Secondly, and with the events of the past weekend weighing heavily on my mind, we need to bear in mind the need always to manage rivers for flood risk management. The importance of marrying navigation responsibilities with the continuing flood risk responsibilities that the Environment Agency will continue to have in waterways that transfer will eventually be an important part of what happens. Thirdly, it will be important that the money is there for any enhanced responsibilities that the new trust has when transfer occurs in a few years’ time.
Fourthly, in looking at how the new trust operates, both in its initial phase and in the second phase after the transfer of EA responsibilities, it is important that the new trust all the time bears in mind the interests of boat owners and users and the people who want to use our rivers for recreation, for quiet enjoyment and for the solace that very often our rivers can bring. It is being accorded an important responsibility. I have every confidence that the team and the arrangements that are being put in place will enable that to happen, but I hope that the Government will keep a wary eye on making sure that it does.
My Lords, I also thank my noble friend for the explanation of this order. I share the enthusiasm of the noble Lord, Lord Smith of Finsbury, for this good and imaginative proposal. I do so for practical reasons. One is that, as it says in paragraph 8.12 of the Explanatory Memorandum,
“one of the benefits of moving out of the public sector will be that it should enable and encourage more innovation and diversity in the way the new charity grows its income”.
There is also an emotional reason: the first holiday I ever spent, aged 16, with three friends from school, was to hire a canal boat and travel the Shropshire Union Canal and over the Pontcysyllte aqueduct on the way to Llangollen. I doubt that you would be allowed to take a boat out now aged 16, but in those days we did not have as much health and safety as we do now. When one compares and contrasts some of the things that one sees on the waterways now with what was going on then, one sees that a lot of the developments and improvements have been made by voluntary labour, so this is a welcome extension of a trend that is already present in the waterways movement.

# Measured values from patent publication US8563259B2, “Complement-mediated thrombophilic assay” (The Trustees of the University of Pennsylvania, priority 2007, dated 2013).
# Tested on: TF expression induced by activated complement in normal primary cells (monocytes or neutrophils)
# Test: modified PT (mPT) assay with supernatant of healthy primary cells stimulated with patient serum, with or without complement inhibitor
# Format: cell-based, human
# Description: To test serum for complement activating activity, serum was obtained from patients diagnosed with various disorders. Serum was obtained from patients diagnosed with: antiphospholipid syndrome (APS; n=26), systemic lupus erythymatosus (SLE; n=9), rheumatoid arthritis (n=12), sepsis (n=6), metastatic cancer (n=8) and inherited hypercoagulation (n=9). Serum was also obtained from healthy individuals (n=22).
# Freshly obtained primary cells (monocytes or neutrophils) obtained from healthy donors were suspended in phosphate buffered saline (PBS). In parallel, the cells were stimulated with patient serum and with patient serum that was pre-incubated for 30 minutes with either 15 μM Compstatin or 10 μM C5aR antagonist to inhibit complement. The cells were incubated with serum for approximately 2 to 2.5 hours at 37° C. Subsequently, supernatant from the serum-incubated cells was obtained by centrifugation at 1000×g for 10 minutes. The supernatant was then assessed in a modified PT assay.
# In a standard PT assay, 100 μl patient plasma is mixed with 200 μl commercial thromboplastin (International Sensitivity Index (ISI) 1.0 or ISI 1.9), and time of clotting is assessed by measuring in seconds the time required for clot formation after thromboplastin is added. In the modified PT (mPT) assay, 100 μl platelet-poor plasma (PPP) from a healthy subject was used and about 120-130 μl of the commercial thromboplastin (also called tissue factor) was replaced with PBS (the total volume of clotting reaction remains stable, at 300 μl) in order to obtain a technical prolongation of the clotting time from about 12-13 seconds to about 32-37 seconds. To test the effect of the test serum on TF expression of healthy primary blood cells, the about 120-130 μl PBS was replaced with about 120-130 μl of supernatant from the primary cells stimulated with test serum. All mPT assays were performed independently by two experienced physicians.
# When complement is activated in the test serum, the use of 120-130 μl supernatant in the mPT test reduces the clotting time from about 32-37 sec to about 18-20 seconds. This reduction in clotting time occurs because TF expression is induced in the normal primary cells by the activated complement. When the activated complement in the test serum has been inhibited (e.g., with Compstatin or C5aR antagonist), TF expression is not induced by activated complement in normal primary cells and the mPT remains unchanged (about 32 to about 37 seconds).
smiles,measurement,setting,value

The putative board very kindly had a briefing meeting on 6 July last year. It explained its plans for the future, and exciting indeed they were. However, one of the questions that I would like to funnel to it through my noble friend regards the enormous cultural shift that there is going to have to be within the organisation in order to pick up and respond to the challenges of working in the private sector. As some noble Lords know, my life is in the City. When I said, “Just tell me a bit about the return on capital and post-investment appraisals”, and those sorts of things, there was an answer but not one that I would describe as being of sufficient crispness if this organisation is to hold its own against the very sharp commercial operators with which it will have to carry out joint ventures to develop its various assets. It was slightly hazy. It is important that this very imaginative proposal should succeed. Therefore, I very much hope that this body will be able to up the game, if that is the right expression.